In the wake of the devastation left by super typhoon Yolanda, countless individuals and organizations unite for one purpose, to help the Filipinos who are in dire need.
What the survivors need right now are the most basic of man’s need – food, water and shelter.
To provide the victims with what they really need at this crucial point in time, thousands and thousands of relief goods are packed in bags.
What are these bags made of and what are inside them?
Let’s take a look at some photos and find out.
According to the Department of Social Welfare and Development, a family of 5 can survive for 2 to 3 days if the content in the infographic above are provided to them.
Ready-to-eat canned goods are perfect inclusion to any bag of relief goods.
Since most victims are already starving for days, they have no time and energy left to cook.
If you want to reduce the use of plastic, you can get creative by using a shirt as bag for your relief goods.
Jenni Epperson shows us another way to pack relief goods using a shirt.
Here’s another infographic made by AIR21.
According to Green Leaf Initiative, plastic should be the last option in packing relief goods.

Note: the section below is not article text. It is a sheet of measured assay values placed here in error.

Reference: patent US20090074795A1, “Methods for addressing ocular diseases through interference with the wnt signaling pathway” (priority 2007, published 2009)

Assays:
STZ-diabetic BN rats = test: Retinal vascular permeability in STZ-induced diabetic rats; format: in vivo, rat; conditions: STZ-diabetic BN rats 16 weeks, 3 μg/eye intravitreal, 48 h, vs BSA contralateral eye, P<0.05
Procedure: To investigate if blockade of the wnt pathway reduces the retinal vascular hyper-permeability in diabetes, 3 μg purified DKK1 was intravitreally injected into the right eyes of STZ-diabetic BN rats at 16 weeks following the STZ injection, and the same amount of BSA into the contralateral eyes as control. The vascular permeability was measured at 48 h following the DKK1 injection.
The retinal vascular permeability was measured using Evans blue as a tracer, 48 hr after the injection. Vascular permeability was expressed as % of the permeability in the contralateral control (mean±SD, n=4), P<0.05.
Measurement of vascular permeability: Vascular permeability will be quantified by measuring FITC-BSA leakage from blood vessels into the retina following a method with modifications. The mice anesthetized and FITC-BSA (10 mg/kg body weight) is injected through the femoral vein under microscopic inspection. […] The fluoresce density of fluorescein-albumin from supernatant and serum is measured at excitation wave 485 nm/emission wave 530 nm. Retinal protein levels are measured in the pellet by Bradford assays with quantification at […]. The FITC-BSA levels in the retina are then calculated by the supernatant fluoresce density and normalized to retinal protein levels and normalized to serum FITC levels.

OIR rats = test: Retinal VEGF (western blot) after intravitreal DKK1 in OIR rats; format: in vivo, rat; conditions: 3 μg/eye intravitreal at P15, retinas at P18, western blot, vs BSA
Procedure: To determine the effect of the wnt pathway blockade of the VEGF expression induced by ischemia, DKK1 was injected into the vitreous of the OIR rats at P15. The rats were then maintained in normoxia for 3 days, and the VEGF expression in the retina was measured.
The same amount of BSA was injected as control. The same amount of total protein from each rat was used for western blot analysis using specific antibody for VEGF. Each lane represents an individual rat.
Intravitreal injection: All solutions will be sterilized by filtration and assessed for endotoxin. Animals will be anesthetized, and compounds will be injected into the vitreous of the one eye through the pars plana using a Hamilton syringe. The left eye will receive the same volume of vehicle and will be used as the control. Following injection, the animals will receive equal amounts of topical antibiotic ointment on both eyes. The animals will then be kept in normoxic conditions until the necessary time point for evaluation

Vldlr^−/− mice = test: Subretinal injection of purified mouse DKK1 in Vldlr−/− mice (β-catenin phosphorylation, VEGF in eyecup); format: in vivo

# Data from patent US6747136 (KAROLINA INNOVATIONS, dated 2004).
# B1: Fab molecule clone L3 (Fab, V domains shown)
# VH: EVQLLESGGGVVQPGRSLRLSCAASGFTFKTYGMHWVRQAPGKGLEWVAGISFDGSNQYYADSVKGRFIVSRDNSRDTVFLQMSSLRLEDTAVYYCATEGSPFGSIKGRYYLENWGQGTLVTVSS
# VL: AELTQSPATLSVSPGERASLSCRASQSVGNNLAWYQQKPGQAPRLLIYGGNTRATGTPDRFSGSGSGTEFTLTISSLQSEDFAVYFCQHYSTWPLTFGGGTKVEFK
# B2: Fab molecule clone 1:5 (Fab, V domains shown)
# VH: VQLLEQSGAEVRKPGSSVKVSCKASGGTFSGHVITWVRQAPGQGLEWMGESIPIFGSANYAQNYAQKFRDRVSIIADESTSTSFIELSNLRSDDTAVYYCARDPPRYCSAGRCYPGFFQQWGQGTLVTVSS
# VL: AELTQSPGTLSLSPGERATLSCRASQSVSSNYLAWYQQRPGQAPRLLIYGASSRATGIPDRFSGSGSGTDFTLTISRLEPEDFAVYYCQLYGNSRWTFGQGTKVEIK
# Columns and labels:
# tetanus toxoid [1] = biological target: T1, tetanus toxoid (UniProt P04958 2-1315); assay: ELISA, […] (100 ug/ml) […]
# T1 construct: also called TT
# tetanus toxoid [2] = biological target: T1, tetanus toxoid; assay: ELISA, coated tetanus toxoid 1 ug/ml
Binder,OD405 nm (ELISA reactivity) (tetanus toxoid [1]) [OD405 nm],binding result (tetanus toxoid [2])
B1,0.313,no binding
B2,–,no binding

No bag of relief goods is ever complete without noodles. It is a big hit during calamities, the whole noodle aisle of a local supermarket in Cebu was wiped out by concerned citizens who wanted to send relief goods to the victims of the killer typhoon.
Here’s what Gawad Kalinga suggests to be packed in every bag.
If you are an online game freak and you really want to help, and is up to the challenge.
Take the suggestion of University of Southern Philippines Foundation.
If you have not donated just yet, please coordinate with you local government unit or your favorite charity organizations.
A lot of people still needs our help like those living in the island of Malapascua.